The University is in the start-up phase of achieving far-reaching systemic cultural change. While it has embraced the journey, there is still much work to be done on exploring the depths of what it means to create such a change across the whole university. This chapter seeks to set out the rationale for locating this systemic change in a cultural competence framework. The University is working on the systemic and organisational implementation of cultural competence through concrete actions such as the development of policies to increase Indigenous employment and Indigenous student numbers. This chapter will focus on the implications of this change agenda for Aboriginal and Torres Strait Islander students.

Higher Education Context

The focus on Aboriginal and Torres Strait Islander students is necessary to address the disproportionally low rate of participation of those students in the higher education sector. Although more Aboriginal and Torres Strait Islander students are finishing Year 12, 60% of Aboriginal and Torres Strait Islander school leavers are not involved in study or work after leaving school (COAG Reform Council 2013). In 2015, 1.1% of university enrolments were Aboriginal and Torres Strait Islander students which represented a 7.6% increase between 2014 and 2015 (Department of Education and Training 2015, p. 1).

Despite this improvement there continue to be gaps between Aboriginal and Torres Strait Islander students and non-Indigenous students in various measures such as school attendance, Year 12 attainment and participation in higher education (COAG Reform Council 2013; Commonwealth of Australia 2016). These gaps persist in part due to chronic health problems experienced by Indigenous students, lack of access to educational institutions, financial constraints and social, cultural and language barriers (Australian Institute of Health and Welfare 2005, 2015). The persistence of these gaps represents a failure of the education system (Rigney 2011). The lack of recognition of Aboriginal and Torres Strait Islander people’s languages, being the oldest of living languages in the world, should not be considered a barrier, although the mainstream education agenda has ensured that any language other than English is to be considered a barrier. This is cultural incompetence.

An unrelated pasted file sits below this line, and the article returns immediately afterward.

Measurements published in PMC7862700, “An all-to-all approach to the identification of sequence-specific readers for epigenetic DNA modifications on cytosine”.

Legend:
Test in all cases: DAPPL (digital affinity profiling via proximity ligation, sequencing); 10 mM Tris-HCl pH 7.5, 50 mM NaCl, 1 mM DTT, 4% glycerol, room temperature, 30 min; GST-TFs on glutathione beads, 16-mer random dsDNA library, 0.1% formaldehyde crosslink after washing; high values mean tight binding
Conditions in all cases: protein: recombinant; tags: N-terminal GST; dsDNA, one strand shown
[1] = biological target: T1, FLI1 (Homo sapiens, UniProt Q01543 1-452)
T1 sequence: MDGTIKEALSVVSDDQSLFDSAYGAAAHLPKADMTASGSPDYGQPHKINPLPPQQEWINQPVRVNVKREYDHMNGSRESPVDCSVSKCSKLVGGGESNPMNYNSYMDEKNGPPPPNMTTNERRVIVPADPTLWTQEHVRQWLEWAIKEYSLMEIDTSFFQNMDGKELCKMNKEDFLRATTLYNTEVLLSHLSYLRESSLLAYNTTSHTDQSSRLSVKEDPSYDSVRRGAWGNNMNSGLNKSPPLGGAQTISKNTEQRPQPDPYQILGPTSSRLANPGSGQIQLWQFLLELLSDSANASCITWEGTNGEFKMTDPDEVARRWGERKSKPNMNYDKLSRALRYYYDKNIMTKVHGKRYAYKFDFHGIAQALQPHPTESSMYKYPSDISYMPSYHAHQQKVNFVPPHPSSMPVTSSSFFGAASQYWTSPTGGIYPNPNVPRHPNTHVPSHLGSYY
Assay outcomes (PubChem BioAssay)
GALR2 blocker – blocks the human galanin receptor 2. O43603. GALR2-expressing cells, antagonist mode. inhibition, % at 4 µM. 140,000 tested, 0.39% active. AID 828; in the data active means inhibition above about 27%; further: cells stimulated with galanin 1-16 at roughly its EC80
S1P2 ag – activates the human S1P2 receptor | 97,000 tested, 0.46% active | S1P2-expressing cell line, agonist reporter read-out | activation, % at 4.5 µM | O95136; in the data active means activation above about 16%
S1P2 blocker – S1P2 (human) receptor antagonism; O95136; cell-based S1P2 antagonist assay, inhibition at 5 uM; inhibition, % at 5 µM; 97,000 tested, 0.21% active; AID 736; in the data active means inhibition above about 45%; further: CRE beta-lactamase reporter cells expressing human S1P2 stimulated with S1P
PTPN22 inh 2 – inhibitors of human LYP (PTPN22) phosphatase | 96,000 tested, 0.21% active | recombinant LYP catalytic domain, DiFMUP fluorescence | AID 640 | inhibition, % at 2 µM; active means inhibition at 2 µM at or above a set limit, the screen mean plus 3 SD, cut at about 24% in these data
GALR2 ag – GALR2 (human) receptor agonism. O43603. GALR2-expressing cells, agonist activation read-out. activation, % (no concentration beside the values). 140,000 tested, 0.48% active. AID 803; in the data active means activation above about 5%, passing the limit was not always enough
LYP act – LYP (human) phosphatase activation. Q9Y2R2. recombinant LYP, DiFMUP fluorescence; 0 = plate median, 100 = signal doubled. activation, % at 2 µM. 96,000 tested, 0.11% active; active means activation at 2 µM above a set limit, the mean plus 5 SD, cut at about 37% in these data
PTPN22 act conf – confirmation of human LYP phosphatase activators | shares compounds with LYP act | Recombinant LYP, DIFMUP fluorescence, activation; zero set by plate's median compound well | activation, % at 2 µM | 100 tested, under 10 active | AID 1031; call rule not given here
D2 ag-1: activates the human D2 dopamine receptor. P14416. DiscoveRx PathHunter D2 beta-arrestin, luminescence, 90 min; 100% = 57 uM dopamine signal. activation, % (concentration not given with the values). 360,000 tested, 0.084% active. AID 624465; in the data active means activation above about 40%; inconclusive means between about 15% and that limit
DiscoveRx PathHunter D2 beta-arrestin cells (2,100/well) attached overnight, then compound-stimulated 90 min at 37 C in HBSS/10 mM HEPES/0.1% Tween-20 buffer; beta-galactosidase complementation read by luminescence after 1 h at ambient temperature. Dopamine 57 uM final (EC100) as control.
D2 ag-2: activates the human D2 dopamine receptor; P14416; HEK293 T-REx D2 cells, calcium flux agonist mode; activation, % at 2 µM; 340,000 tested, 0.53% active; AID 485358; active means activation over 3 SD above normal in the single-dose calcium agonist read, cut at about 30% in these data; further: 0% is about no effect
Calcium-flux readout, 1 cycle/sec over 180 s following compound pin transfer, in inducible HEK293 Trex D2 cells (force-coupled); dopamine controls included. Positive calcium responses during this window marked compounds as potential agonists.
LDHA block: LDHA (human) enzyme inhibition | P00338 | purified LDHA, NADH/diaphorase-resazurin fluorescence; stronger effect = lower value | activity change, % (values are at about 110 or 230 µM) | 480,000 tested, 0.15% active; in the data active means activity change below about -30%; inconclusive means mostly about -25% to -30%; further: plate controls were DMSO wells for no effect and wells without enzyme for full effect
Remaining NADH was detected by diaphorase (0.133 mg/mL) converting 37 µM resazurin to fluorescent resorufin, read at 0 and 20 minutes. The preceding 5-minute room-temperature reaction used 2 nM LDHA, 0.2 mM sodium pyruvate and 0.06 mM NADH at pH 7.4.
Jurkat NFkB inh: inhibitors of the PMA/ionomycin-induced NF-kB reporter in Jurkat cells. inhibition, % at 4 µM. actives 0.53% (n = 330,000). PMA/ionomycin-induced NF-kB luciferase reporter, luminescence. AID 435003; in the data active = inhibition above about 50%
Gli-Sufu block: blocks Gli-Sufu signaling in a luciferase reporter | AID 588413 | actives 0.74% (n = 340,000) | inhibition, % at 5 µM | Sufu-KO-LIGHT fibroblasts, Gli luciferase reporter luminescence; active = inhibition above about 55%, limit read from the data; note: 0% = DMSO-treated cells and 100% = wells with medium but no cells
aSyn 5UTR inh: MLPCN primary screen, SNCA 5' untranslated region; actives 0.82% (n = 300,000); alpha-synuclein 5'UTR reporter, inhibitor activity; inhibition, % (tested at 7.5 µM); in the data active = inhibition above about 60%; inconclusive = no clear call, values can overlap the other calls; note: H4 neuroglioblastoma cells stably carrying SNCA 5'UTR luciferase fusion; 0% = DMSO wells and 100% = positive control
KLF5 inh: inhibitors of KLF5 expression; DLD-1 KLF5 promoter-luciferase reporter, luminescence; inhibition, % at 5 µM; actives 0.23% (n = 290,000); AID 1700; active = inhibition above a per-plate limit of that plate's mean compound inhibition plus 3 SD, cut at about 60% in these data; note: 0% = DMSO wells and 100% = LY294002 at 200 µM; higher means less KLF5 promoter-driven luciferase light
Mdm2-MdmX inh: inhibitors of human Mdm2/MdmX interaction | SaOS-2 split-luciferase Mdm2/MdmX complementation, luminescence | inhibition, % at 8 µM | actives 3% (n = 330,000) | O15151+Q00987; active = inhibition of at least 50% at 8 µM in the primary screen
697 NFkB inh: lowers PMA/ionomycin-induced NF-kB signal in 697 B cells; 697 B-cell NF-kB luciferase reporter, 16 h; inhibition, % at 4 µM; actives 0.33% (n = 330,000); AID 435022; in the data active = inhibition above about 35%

In order to address the issues, it must also be recognised that the current gaps in higher education participation have roots in the early years of the schooling system (Craven and Dillon 2013) as well as in the historical exclusion and discrimination experienced by Aboriginal and Torres Strait Islander people in education. For much of the past two centuries when it came to educating Aboriginal and Torres Strait Islander students, the prevailing view was that

Aboriginal children should be offered only minimal schooling consistent with the perceptions about the limitations inherent in their race and their expected station in life at the lowest rungs of white society (Beresford 2003, p. 87).

Consequently, education was overtly focused on teaching Western morals, Christianising and ‘civilizing’ Aboriginal people away from their ‘savage’ ways (Bodkins-Andrews 2013, p. 35). This educational style effectively set up schools as purveyors of assimilation and led to a range of barriers preventing Aboriginal participation at all levels of education (Beresford 2003, p. 107).

The perception of education as being a vehicle for assimilation continues. As Buckskin (2013, p. 2) states, ‘The main measure of success for Aboriginal Australians is our assimilation into the dominant culture through the mastering of English literacy and Western norms.’ This statement highlights a way that universities have continued the assimilation impetus by failing to recognise and respect Indigenous knowledge systems within the academy (Battiste 2002; Buckskin 2013; Martin 2008; Rigney 1999; Riley et al. 2013; Sherwood et al. 2011). Rather than being considered equal participants, Aboriginal and Torres Strait Islander peoples have largely been the objects of investigation and study (Martin 2008; Smith 2003) and non-Indigenous people have been positioned as the knowers and experts who had authority, legitimacy, domination and control (Fredericks 2009, p. 5). Universities have failed to engage in significant and systemic ways with Indigenous standpoints (Larkin 2013, p. 231). Yet, to successfully increase participation in education, it is ‘critical that the unique position and perspective of many Aboriginal and Torres Strait Islander students be both respected and protected’ (Bodkins-Andrews 2013, p. 41).